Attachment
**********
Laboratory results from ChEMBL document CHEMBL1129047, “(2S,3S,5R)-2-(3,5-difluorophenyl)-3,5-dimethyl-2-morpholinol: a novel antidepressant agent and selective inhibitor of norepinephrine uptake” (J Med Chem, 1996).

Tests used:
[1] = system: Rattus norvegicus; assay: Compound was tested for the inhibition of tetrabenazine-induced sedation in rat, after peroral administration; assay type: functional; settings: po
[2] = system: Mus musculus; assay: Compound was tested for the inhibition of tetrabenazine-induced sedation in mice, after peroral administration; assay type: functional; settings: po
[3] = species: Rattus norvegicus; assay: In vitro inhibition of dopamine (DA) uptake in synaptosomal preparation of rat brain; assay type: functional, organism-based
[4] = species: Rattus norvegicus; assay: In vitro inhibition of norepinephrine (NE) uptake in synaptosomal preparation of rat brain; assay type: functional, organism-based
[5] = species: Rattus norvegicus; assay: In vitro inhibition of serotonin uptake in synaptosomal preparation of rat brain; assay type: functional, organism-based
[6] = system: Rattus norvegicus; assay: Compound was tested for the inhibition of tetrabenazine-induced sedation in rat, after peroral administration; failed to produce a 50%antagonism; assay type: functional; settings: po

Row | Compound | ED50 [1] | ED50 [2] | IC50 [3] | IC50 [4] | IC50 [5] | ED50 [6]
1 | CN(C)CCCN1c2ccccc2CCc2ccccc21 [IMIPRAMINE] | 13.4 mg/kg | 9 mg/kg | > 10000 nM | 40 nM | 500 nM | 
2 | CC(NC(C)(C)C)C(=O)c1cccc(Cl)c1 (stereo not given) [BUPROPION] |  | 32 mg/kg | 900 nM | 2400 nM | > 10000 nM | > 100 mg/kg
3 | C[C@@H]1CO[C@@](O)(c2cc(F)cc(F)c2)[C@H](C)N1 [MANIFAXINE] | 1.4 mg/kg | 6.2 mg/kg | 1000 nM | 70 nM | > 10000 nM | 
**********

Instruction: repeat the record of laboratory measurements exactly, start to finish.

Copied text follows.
Laboratory results from ChEMBL document CHEMBL1129047, “(2S,3S,5R)-2-(3,5-difluorophenyl)-3,5-dimethyl-2-morpholinol: a novel antidepressant agent and selective inhibitor of norepinephrine uptake” (J Med Chem, 1996).

Tests used:
[1] = system: Rattus norvegicus; assay: Compound was tested for the inhibition of tetrabenazine-induced sedation in rat, after peroral administration; assay type: functional; settings: po
[2] = system: Mus musculus; assay: Compound was tested for the inhibition of tetrabenazine-induced sedation in mice, after peroral administration; assay type: functional; settings: po
[3] = species: Rattus norvegicus; assay: In vitro inhibition of dopamine (DA) uptake in synaptosomal preparation of rat brain; assay type: functional, organism-based
[4] = species: Rattus norvegicus; assay: In vitro inhibition of norepinephrine (NE) uptake in synaptosomal preparation of rat brain; assay type: functional, organism-based
[5] = species: Rattus norvegicus; assay: In vitro inhibition of serotonin uptake in synaptosomal preparation of rat brain; assay type: functional, organism-based
[6] = system: Rattus norvegicus; assay: Compound was tested for the inhibition of tetrabenazine-induced sedation in rat, after peroral administration; failed to produce a 50%antagonism; assay type: functional; settings: po

Row | Compound | ED50 [1] | ED50 [2] | IC50 [3] | IC50 [4] | IC50 [5] | ED50 [6]
1 | CN(C)CCCN1c2ccccc2CCc2ccccc21 [IMIPRAMINE] | 13.4 mg/kg | 9 mg/kg | > 10000 nM | 40 nM | 500 nM | 
2 | CC(NC(C)(C)C)C(=O)c1cccc(Cl)c1 (stereo not given) [BUPROPION] |  | 32 mg/kg | 900 nM | 2400 nM | > 10000 nM | > 100 mg/kg
3 | C[C@@H]1CO[C@@](O)(c2cc(F)cc(F)c2)[C@H](C)N1 [MANIFAXINE] | 1.4 mg/kg | 6.2 mg/kg | 1000 nM | 70 nM | > 10000 nM | 